“Bonnie Nadzam’s debut is gripping, gorgeous, and utterly original. The disturbing story resists easy categorization, challenging what we think we know about childhood, adulthood, pain, beauty, and love. This book will jolt you awake.” —Anna North, author of America Pacifica

“Throughout the novel, Nadzam keeps the reader off-balance, veering between sympathy and repulsion for Lamb and his actions. Lamb puts an original spin on the traditional myth of the West through modern-day characters who long to be "saved" and renewed by the Rocky Mountain landscape.” —High Country News

"The reader has no time to wonder what’s going to happen next, Nadzam just pushes the reader into the characters’ lives and forces them forward until they reach the end. This tale will make you question yourself, your virtues, your perceptions of society, and by the end, you still may not have any answers. And that’s okay." -The Examiner

"Lamb is a complex and beautifully crafted tale...A delightful creepiness extends throughout this novel, but there are also moments of soft, quiet, beauty. That Nadzam managed all of this in her first novel is extraordinary."—NomadReader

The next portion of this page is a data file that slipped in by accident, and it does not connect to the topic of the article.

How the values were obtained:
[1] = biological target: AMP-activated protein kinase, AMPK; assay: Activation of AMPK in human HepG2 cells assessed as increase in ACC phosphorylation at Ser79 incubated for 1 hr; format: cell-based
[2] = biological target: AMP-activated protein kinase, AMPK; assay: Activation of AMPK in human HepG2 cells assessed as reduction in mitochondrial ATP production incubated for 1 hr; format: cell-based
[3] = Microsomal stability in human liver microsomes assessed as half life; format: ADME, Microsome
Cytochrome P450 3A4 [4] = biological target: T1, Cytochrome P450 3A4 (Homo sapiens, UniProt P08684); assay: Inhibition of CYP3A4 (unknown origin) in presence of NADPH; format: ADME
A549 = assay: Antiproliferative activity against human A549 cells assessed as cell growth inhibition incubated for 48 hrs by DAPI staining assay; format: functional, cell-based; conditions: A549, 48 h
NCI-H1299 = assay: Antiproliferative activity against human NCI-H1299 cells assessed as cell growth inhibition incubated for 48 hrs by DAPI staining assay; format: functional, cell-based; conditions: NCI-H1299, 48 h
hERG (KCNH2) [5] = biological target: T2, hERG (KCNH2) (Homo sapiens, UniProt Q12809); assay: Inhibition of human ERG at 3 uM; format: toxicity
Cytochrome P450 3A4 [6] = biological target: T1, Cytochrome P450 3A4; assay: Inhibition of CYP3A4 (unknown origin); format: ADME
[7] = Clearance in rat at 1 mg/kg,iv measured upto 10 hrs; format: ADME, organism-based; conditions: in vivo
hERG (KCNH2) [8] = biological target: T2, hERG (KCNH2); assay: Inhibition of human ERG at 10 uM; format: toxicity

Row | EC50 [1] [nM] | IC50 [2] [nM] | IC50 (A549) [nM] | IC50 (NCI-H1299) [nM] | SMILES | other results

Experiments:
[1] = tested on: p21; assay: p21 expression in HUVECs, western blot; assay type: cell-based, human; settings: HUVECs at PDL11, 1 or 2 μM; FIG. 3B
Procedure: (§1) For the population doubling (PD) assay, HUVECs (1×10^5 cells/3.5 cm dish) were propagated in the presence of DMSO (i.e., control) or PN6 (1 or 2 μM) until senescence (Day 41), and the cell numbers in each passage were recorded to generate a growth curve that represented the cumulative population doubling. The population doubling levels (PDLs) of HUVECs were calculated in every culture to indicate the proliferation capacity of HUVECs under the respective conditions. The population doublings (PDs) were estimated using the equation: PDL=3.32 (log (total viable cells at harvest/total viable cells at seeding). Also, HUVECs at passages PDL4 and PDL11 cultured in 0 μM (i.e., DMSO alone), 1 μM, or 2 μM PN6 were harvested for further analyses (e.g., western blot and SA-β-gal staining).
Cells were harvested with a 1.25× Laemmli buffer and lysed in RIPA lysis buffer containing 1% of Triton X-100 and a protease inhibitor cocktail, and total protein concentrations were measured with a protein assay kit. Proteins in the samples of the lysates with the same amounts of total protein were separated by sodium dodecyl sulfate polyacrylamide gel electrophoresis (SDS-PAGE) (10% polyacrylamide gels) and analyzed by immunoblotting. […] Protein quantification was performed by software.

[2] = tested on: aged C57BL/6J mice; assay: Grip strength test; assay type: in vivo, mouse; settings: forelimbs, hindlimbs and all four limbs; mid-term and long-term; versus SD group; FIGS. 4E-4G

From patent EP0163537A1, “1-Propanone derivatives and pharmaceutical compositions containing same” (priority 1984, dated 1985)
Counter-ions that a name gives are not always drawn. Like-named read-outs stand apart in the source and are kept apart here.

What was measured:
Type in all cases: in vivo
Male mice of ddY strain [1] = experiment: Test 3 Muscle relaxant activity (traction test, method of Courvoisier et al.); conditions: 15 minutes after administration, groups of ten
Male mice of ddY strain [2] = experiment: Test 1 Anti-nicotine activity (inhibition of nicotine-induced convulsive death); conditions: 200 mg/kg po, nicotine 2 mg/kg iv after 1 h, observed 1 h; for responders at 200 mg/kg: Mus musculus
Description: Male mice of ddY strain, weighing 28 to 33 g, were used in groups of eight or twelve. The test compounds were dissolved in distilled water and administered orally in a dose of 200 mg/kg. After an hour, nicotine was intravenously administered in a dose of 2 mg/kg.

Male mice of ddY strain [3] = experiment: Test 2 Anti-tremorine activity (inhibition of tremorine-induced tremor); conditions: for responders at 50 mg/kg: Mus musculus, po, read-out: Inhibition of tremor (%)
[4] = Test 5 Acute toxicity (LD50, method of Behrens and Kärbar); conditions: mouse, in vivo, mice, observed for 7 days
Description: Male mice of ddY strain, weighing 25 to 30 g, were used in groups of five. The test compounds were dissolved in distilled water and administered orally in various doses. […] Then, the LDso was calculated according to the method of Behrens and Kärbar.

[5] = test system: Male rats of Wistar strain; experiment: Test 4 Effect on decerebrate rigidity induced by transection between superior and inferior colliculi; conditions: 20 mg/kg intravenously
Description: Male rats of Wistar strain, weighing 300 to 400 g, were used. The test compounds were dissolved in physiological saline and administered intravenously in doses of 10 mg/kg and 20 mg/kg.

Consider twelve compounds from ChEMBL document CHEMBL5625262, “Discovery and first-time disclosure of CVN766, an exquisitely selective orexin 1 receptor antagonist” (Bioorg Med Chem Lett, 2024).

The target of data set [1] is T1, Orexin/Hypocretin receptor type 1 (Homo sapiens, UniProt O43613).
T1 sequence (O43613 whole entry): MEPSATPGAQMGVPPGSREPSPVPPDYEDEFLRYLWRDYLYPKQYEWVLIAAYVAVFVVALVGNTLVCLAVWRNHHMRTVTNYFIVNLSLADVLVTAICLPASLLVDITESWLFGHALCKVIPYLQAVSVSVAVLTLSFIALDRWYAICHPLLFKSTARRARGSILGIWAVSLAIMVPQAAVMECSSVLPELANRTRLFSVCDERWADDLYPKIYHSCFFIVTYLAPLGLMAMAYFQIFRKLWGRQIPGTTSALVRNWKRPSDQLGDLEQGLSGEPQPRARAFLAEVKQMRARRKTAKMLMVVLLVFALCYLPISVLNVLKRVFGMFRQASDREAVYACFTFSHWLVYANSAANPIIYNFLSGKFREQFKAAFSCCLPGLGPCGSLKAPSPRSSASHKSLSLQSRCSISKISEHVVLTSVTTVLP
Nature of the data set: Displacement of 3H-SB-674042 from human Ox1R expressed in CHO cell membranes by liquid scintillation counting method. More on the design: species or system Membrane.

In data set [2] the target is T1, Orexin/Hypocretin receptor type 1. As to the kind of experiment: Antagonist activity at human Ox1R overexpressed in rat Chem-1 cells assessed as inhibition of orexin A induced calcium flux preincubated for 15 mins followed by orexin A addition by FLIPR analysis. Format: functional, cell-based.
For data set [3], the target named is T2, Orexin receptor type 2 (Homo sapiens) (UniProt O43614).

Library Journal
At once fantastic and all too believable, this unusual debut novel moves at the unsettling pace of a psychological thriller. The narrative tracks the long trip taken by middle-aged David Lamb and Tommie, the 11-year-old girl he meets and coerces to accompany him from Chicago to the Rockies in the weeks following the disintegration of his marriage and the death of his father. Nadzam sets out to show us that Lamb doesn't consciously make bad decisions. Gifted at delusion and desperate to regain faith in himself, Lamb is convinced that his attentions are in Tommie's best interests—if not for him and his bounty, the pathetic, unattractive little girl would never experience beauty. And if not for her, he thinks, his world would reflect only darkness and deception. VERDICT A compelling variation on a disturbing but all-too-familiar theme that will find an audience among serious readers.—Joyce J. Townsend, Pittsburg, CA
Kirkus Reviews

A journey novel that gets increasingly creepier the further west we go.